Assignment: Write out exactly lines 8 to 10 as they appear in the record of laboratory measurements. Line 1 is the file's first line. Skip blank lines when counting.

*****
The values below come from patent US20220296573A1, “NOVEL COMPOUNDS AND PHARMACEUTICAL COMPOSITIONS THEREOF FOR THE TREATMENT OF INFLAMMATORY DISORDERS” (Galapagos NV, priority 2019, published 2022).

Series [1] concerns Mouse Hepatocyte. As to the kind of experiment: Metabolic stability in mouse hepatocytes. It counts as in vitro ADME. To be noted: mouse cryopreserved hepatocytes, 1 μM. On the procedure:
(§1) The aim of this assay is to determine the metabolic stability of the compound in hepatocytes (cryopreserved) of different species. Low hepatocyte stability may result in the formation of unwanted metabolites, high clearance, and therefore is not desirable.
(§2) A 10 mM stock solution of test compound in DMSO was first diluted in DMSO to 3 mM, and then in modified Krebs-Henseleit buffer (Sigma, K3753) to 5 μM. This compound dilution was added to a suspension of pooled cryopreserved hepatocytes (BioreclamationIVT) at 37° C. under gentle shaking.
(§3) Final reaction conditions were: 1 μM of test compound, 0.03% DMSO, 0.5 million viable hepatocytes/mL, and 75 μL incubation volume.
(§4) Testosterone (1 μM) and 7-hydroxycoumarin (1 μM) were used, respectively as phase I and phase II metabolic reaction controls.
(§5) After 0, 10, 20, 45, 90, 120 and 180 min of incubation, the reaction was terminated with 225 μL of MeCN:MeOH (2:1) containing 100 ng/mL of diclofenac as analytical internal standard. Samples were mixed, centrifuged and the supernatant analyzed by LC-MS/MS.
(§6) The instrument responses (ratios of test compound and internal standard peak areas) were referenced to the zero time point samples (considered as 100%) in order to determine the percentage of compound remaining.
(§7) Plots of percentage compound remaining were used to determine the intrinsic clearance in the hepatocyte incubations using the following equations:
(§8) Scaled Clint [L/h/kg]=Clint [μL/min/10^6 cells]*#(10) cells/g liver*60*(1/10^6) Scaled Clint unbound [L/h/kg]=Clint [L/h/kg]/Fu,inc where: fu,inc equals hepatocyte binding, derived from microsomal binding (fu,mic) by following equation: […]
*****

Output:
(§6) The instrument responses (ratios of test compound and internal standard peak areas) were referenced to the zero time point samples (considered as 100%) in order to determine the percentage of compound remaining.
(§7) Plots of percentage compound remaining were used to determine the intrinsic clearance in the hepatocyte incubations using the following equations:
(§8) Scaled Clint [L/h/kg]=Clint [μL/min/10^6 cells]*#(10) cells/g liver*60*(1/10^6) Scaled Clint unbound [L/h/kg]=Clint [L/h/kg]/Fu,inc where: fu,inc equals hepatocyte binding, derived from microsomal binding (fu,mic) by following equation: […]